Now offering Dry Needling!
Carling Aquatic & Physical Therapy is now offering Dry Needling as part of our service. Despite its scary-sounding name, “dry needling” is a safe, effective treatment involving needles that are the same size as those used in acupuncture. It involves inserting a needle along a client’s trigger points — the tight bands of tissue within a muscle — to promote the body’s own healing mechanisms. The technique has long been used in Europe, but it’s only in the past 30 years that it’s risen in popularity in the United States. But look for it to catch on more widely, because when it comes to benefits, dry needling boasts plenty.
While Dry Needling and Acupuncture use the same thin, stainless steel filiform needles, the application of treatment is very different. Dry Needling primary application is to relieve muscle pain and cramping by inserting the needle into a trigger point that will help relax the muscle. It can also be effective in treating nagging tendonitis issues by helping break up scar tissue and helping increase blood flow to the affected area.
It can loosen stiff muscles, ease joint pain, improve blood flow and oxygen circulation within the body. That brings results for those who are trying to optimize sports performance, recover faster from injury, or prevent issues from becoming chronic.
There are two types of trigger points. Active ones are painful to the touch, and cause the body to compensate with other muscles, which may increase injury. Latent trigger points may not be causing pain yet, but could be on their way to becoming a problem. Dry needling treatments first address the active points, and needles are strategically placed to alleviate them. When a needle hits a trigger point, metabolic waste chemicals including lactic acid that have been built up inside the tissue are released. Once this block is removed, the body increases blood flow and oxygen circulation to the area, and the body’s natural healing capabilities come into play. In general, trigger points cause tightness in the muscles that block blood flow and oxygen; dry needling removes that block.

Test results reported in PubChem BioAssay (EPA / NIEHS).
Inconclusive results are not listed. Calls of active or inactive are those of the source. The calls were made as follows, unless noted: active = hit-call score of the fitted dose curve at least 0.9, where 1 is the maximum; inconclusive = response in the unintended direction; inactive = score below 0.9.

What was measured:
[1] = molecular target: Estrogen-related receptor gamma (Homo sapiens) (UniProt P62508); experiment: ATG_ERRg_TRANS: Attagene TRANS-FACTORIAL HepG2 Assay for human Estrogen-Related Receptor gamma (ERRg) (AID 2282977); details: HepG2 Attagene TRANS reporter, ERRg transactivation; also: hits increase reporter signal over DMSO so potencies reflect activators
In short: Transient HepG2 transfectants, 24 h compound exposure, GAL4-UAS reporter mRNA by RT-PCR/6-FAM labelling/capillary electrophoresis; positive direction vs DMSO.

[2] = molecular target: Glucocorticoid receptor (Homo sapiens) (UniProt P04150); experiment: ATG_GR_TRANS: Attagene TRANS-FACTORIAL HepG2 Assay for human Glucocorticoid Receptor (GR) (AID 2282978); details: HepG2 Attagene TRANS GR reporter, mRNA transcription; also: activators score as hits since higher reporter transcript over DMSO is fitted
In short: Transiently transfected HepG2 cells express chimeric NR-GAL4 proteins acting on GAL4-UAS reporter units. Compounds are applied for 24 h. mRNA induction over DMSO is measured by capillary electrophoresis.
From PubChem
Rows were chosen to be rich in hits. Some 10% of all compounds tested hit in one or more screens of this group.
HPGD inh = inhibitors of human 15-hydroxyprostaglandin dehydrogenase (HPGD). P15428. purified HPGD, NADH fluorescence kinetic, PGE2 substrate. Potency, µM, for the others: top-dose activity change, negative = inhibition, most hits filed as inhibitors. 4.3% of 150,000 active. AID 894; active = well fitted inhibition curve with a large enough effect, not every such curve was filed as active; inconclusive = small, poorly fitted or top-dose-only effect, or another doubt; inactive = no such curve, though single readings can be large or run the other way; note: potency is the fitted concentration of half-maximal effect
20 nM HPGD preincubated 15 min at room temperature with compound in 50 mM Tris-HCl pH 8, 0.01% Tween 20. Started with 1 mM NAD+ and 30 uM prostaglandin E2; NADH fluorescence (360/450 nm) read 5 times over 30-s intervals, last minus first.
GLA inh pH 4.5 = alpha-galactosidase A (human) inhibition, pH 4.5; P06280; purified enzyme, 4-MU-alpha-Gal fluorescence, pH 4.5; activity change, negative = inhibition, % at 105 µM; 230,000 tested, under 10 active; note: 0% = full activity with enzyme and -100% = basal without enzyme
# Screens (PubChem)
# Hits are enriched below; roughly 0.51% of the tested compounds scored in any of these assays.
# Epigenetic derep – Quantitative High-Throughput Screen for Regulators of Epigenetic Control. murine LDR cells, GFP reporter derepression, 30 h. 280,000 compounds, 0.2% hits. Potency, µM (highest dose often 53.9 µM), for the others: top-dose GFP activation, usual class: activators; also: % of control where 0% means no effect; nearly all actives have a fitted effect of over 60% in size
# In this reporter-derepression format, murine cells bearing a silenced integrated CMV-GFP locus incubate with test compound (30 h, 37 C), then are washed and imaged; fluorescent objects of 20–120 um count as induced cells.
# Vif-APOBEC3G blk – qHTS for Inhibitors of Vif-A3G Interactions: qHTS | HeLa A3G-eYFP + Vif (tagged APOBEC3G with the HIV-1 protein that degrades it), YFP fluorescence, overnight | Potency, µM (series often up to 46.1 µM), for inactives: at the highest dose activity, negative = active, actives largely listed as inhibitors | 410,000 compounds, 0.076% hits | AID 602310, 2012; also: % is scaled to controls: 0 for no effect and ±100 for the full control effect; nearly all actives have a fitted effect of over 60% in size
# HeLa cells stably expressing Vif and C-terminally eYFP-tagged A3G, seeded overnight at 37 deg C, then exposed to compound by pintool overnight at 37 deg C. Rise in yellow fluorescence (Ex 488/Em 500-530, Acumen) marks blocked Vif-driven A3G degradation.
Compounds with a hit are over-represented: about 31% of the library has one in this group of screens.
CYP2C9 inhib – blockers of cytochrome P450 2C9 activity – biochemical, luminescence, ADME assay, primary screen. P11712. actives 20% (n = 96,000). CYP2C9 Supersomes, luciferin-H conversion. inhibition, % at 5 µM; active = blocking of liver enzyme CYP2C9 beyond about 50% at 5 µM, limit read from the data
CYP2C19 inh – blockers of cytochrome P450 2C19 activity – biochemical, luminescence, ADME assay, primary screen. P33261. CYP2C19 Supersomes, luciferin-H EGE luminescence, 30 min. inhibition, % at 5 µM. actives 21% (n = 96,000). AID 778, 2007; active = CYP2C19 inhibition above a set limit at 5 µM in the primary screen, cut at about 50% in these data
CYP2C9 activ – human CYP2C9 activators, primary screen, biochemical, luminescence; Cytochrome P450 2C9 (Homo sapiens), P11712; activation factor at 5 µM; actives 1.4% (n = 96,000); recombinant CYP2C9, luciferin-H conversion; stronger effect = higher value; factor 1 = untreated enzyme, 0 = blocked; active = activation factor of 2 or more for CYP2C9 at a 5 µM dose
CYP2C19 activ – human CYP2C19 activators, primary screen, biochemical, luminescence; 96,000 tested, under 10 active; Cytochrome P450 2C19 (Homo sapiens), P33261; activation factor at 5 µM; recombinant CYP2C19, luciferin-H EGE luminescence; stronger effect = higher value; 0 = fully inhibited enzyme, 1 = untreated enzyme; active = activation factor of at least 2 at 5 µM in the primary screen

We create a map of trigger points by first doing a comprehensive assessment of your muscles and tight spots within them. Once these points are found, the therapist will target the most painful ones first and then work to alleviate the others. Unlike acupuncture sessions, which can involve dozens of needles in several areas of the body, dry needling often utilizes just a few needles that are strategically placed along affected muscles.
Dry needling differs from acupuncture in that it’s not considered curative on its own. It’s often part of a multi-technique physical therapy plan that may also include movement analysis, targeted exercises, and other interventions. The technique is one tool that therapists can use to address myofascial pain and muscle tightness. In some cases, a therapist might do two to three treatments of dry needling in order to make subsequent movement therapies more effective.
Interested in learning how dry needling may help you in your recovery process? Contact us at 480-892-2428